Multiple sclerosis and breast cancer
Brain and Mind Institute
Multiple sclerosis (MS) and breast cancer (BC) share common features; most notably, both are more frequent in women than in men. In addition to the involvement of sex hormones, a number of genetic and pharmacological studies support a possible relationship between these two diseases. However, there are no conclusive epidemiological findings related to MS and BC worldwide, and there are no recent data for the US population.
We conducted a case–control study using a hospital inpatient discharge dataset (21,536 cases and two control series totaling 59,581 controls) from the Texas Health Care Information Collection. We assessed occurrence of MS in BC cases and in two control series: diabetes mellitus type II, and open wounds. After controlling for age, race-ethnicity, and health insurance status, a statistically-significant protective association was detected: BC cases were 45% less likely than diabetic controls to have MS (OR = 0.55, 95% CI = 0.37–0.81), and 63% less likely than open wound controls to have MS (OR = 0.37, 95% CI = 0.21–0.66). Our study presented here is the only current assessment of the association between MS and BC in the USA and suggests a protective effect of MS on BC in the hospitalized population.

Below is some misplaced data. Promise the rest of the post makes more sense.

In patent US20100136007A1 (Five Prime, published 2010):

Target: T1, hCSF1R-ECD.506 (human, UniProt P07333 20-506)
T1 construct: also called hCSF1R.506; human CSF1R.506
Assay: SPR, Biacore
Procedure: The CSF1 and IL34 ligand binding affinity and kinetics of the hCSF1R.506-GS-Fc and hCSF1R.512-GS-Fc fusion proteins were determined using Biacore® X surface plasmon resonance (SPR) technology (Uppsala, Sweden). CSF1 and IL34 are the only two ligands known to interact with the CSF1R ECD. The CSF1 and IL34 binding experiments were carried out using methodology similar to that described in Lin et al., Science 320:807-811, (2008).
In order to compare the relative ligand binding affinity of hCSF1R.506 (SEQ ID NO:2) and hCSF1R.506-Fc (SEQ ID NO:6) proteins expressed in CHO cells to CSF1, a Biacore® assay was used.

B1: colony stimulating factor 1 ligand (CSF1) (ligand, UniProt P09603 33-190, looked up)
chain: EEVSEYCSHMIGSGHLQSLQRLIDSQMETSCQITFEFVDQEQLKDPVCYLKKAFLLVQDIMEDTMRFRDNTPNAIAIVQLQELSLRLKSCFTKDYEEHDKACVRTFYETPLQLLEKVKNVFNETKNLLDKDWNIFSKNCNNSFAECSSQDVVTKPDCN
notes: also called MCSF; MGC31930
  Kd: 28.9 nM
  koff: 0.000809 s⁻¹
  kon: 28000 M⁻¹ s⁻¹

Journal of the Neurological Sciences
Taylor,, O. N.
(2015). Multiple sclerosis and breast cancer. Journal of the Neurological Sciences, 356(1-2), 137-141.
Available at: https://ecommons.aku.edu/bmi/168